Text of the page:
Daily catch-up: the gap between rich and poor has narrowed (a little) since the banking crisis

Special edition of the daily round-up looks at the evidence on inequality under the coalition Government

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The Independent Online

The Prime Minister and Chancellor seized yesterday on a report from the Institute for Fiscal Studies, which said that median incomes have at last recovered their pre-crash level.

The report also said that incomes are more equal than they were before the recession, which is such a surprising finding that most people didn’t notice it when George Osborne repeated it on the Today programme.

It is worth recapping the latest evidence on this, as it runs so counter to what everyone thinks they know. The IFS chart (above, from p11 of the report) shows two measures of inequality. One is the ratio of the income of the top 10 per cent to that of the remaining 90 per cent (the dark green line); the other is the share of income going to the top 1 per cent (light green).

In both cases the line has gone down since the banking crisis, showing a slightly more equal distribution of income.

This has been shown in different data sets repeatedly, and is repeatedly challenged because it is so contrary to what is widely believed, namely that this government grinds the faces of the poor to benefit its friends in the hedge funds.

The most recent official figures are from the independent Office for National Statistics, a series called “The Effects of Taxes and Benefits on Household Income, 2012/13”. The graph below is taken from page 19 and shows the Gini coefficient for disposable income since 1977. The Gini coefficient is a statistical measure of how unequally something is distributed, higher values showing greater inequality.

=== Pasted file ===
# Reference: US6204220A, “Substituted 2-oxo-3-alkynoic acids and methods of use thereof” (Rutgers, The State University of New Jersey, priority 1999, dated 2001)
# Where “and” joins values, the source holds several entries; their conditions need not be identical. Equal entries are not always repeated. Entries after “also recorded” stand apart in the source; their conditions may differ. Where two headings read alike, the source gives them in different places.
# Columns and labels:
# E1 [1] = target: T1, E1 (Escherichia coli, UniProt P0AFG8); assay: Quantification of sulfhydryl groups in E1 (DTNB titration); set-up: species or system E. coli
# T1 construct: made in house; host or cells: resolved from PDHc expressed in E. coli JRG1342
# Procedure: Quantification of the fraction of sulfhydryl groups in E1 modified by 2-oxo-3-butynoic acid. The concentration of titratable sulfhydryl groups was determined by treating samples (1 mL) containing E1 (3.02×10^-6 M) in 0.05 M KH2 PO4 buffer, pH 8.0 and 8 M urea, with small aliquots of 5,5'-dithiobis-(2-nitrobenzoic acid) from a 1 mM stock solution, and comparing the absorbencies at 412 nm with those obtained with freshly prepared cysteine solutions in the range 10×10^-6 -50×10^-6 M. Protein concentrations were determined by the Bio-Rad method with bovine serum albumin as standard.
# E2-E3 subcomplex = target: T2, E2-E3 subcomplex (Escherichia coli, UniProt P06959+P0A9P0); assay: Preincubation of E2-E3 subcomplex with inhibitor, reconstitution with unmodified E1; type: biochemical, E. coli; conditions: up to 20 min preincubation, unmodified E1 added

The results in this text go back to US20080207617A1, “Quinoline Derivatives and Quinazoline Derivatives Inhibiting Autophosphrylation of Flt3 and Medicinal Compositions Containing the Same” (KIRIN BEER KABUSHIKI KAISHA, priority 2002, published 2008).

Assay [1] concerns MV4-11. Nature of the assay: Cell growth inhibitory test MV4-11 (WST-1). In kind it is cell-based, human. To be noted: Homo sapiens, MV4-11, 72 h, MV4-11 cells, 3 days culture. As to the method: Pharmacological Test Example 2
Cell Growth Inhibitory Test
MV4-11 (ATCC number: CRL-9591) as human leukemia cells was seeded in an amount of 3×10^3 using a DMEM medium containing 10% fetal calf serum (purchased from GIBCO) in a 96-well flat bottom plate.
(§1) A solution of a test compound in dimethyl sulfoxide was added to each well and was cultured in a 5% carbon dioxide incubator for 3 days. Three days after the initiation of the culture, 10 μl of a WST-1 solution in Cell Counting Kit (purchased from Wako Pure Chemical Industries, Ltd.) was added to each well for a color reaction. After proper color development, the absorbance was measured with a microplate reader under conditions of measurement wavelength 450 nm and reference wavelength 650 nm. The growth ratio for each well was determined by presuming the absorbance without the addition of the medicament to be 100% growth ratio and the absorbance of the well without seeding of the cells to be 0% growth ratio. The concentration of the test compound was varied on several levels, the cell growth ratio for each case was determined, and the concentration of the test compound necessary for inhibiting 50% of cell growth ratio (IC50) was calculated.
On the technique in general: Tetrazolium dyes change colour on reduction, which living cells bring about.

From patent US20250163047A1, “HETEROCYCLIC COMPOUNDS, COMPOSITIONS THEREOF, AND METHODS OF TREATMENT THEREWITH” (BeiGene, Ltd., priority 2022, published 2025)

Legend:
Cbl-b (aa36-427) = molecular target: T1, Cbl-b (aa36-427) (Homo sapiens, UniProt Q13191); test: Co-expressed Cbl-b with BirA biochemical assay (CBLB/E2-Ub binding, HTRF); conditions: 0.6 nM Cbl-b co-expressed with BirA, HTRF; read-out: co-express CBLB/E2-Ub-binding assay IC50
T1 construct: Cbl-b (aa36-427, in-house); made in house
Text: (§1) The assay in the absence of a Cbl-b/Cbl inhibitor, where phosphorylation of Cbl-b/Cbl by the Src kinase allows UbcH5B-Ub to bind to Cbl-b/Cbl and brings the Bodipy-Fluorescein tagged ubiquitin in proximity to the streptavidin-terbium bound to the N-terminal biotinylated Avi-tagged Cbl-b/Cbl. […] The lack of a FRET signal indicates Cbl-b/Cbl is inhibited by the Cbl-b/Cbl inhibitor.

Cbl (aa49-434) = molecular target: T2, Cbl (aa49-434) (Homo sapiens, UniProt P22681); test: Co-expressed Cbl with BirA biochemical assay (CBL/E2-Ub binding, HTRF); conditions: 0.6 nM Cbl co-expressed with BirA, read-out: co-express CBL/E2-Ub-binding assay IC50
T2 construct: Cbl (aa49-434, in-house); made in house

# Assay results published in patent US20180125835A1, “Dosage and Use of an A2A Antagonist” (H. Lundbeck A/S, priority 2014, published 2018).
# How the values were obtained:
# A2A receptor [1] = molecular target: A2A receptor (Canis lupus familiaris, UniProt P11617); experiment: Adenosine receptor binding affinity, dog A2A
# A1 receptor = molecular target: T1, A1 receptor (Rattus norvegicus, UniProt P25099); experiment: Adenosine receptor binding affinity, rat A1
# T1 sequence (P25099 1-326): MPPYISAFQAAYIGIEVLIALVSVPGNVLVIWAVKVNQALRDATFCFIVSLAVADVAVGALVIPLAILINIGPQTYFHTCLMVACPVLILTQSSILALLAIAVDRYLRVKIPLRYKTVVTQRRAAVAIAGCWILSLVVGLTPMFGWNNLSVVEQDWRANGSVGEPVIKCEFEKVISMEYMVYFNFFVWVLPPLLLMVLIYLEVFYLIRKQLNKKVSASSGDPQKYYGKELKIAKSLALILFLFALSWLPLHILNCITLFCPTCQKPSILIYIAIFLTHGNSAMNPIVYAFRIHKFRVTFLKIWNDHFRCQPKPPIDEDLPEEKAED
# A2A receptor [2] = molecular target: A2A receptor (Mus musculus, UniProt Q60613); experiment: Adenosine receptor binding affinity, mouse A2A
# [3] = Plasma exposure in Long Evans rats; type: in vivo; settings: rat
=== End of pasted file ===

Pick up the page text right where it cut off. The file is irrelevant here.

Some people don’t like it, possibly because it doesn’t show what they expect it to show, although they tend to say that it doesn’t capture what is happening at the extremes of the distribution, but as the IFS analysis above suggests other measures show the same thing.*

Another objection to these figures is that they show the picture before housing costs, but a comparison with after-housing-costs figures produced by Declan Gaffney suggests that these do not show a different trend in the short run.

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The next objection is that the figures don’t show what is happening to the distribution of wealth. Again, the latest evidence doesn’t show what people might expect it to show. Apart from the fact that wealth appears to be more equally distributed in the UK than in Germany or Sweden, the suggestion of a recent increase in wealth inequality in the Credit Suisse Global Wealth Report 2014 (p33), based on just two data points, is not supported by ONS figures from the Wealth and Assets Survey 2010-12.

None of this is to say that the level of inequality in Britain is either acceptable or unimportant. And it may be that this Government’s policies are going to lead to greater inequality. But the debate about equality ought to start with the facts as they are.

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*The IFS does produce estimates of the Gini, and has even experimented with something else called mean log deviation (Living standards, poverty and inequality in the UK: 2014, p38). They all show the same pattern:

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